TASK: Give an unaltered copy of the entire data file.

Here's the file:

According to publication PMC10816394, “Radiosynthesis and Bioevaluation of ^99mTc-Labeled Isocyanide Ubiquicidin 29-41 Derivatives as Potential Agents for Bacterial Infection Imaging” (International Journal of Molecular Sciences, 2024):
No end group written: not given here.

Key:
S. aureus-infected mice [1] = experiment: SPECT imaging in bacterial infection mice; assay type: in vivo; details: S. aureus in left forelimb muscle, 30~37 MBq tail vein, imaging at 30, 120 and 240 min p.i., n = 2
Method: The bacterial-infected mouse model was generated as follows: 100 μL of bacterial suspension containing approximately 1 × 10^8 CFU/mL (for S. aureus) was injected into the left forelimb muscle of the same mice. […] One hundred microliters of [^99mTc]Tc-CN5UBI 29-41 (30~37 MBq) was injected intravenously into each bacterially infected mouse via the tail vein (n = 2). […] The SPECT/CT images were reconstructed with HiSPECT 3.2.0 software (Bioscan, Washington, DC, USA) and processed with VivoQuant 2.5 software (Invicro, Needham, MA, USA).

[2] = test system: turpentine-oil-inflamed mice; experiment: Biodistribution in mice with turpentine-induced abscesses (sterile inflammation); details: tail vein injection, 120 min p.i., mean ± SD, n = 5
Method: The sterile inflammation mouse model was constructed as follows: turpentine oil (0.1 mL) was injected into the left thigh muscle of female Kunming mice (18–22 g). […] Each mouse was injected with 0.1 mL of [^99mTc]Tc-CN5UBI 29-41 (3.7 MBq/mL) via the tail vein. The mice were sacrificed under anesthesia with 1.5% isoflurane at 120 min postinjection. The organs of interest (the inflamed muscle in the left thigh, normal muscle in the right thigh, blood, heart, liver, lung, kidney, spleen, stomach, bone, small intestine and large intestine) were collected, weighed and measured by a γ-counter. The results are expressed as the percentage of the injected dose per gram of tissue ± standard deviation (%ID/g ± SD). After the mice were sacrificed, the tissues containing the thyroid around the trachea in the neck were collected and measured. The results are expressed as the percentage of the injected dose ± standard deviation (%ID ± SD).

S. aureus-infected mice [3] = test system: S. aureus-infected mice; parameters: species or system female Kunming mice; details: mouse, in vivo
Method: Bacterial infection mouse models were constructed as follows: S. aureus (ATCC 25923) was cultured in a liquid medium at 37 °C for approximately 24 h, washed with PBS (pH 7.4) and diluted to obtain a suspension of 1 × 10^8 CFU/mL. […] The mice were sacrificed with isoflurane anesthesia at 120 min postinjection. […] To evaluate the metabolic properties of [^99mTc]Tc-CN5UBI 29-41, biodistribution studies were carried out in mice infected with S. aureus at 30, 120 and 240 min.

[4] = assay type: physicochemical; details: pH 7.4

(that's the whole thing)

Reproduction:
According to publication PMC10816394, “Radiosynthesis and Bioevaluation of ^99mTc-Labeled Isocyanide Ubiquicidin 29-41 Derivatives as Potential Agents for Bacterial Infection Imaging” (International Journal of Molecular Sciences, 2024):
No end group written: not given here.

Key:
S. aureus-infected mice [1] = experiment: SPECT imaging in bacterial infection mice; assay type: in vivo; details: S. aureus in left forelimb muscle, 30~37 MBq tail vein, imaging at 30, 120 and 240 min p.i., n = 2
Method: The bacterial-infected mouse model was generated as follows: 100 μL of bacterial suspension containing approximately 1 × 10^8 CFU/mL (for S. aureus) was injected into the left forelimb muscle of the same mice. […] One hundred microliters of [^99mTc]Tc-CN5UBI 29-41 (30~37 MBq) was injected intravenously into each bacterially infected mouse via the tail vein (n = 2). […] The SPECT/CT images were reconstructed with HiSPECT 3.2.0 software (Bioscan, Washington, DC, USA) and processed with VivoQuant 2.5 software (Invicro, Needham, MA, USA).

[2] = test system: turpentine-oil-inflamed mice; experiment: Biodistribution in mice with turpentine-induced abscesses (sterile inflammation); details: tail vein injection, 120 min p.i., mean ± SD, n = 5
Method: The sterile inflammation mouse model was constructed as follows: turpentine oil (0.1 mL) was injected into the left thigh muscle of female Kunming mice (18–22 g). […] Each mouse was injected with 0.1 mL of [^99mTc]Tc-CN5UBI 29-41 (3.7 MBq/mL) via the tail vein. The mice were sacrificed under anesthesia with 1.5% isoflurane at 120 min postinjection. The organs of interest (the inflamed muscle in the left thigh, normal muscle in the right thigh, blood, heart, liver, lung, kidney, spleen, stomach, bone, small intestine and large intestine) were collected, weighed and measured by a γ-counter. The results are expressed as the percentage of the injected dose per gram of tissue ± standard deviation (%ID/g ± SD). After the mice were sacrificed, the tissues containing the thyroid around the trachea in the neck were collected and measured. The results are expressed as the percentage of the injected dose ± standard deviation (%ID ± SD).

S. aureus-infected mice [3] = test system: S. aureus-infected mice; parameters: species or system female Kunming mice; details: mouse, in vivo
Method: Bacterial infection mouse models were constructed as follows: S. aureus (ATCC 25923) was cultured in a liquid medium at 37 °C for approximately 24 h, washed with PBS (pH 7.4) and diluted to obtain a suspension of 1 × 10^8 CFU/mL. […] The mice were sacrificed with isoflurane anesthesia at 120 min postinjection. […] To evaluate the metabolic properties of [^99mTc]Tc-CN5UBI 29-41, biodistribution studies were carried out in mice infected with S. aureus at 30, 120 and 240 min.

[4] = assay type: physicochemical; details: pH 7.4